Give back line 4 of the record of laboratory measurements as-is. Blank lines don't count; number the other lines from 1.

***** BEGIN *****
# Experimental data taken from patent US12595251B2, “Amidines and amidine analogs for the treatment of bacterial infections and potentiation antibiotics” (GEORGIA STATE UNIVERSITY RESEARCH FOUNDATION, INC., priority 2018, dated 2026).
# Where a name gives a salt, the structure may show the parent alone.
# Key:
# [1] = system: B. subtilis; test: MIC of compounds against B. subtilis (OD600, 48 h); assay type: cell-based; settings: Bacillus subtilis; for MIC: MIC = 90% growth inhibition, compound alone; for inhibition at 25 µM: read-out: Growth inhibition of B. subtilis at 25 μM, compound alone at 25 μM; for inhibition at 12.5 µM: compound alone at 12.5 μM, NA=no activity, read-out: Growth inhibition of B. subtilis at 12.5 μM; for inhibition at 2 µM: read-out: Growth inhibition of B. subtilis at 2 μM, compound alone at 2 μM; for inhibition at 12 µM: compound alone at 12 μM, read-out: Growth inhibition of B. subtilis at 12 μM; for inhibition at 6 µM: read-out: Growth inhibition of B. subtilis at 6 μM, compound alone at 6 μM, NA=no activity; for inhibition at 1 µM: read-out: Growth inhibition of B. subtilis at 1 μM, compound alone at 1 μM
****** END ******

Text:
# [1] = system: B. subtilis; test: MIC of compounds against B. subtilis (OD600, 48 h); assay type: cell-based; settings: Bacillus subtilis; for MIC: MIC = 90% growth inhibition, compound alone; for inhibition at 25 µM: read-out: Growth inhibition of B. subtilis at 25 μM, compound alone at 25 μM; for inhibition at 12.5 µM: compound alone at 12.5 μM, NA=no activity, read-out: Growth inhibition of B. subtilis at 12.5 μM; for inhibition at 2 µM: read-out: Growth inhibition of B. subtilis at 2 μM, compound alone at 2 μM; for inhibition at 12 µM: compound alone at 12 μM, read-out: Growth inhibition of B. subtilis at 12 μM; for inhibition at 6 µM: read-out: Growth inhibition of B. subtilis at 6 μM, compound alone at 6 μM, NA=no activity; for inhibition at 1 µM: read-out: Growth inhibition of B. subtilis at 1 μM, compound alone at 1 μM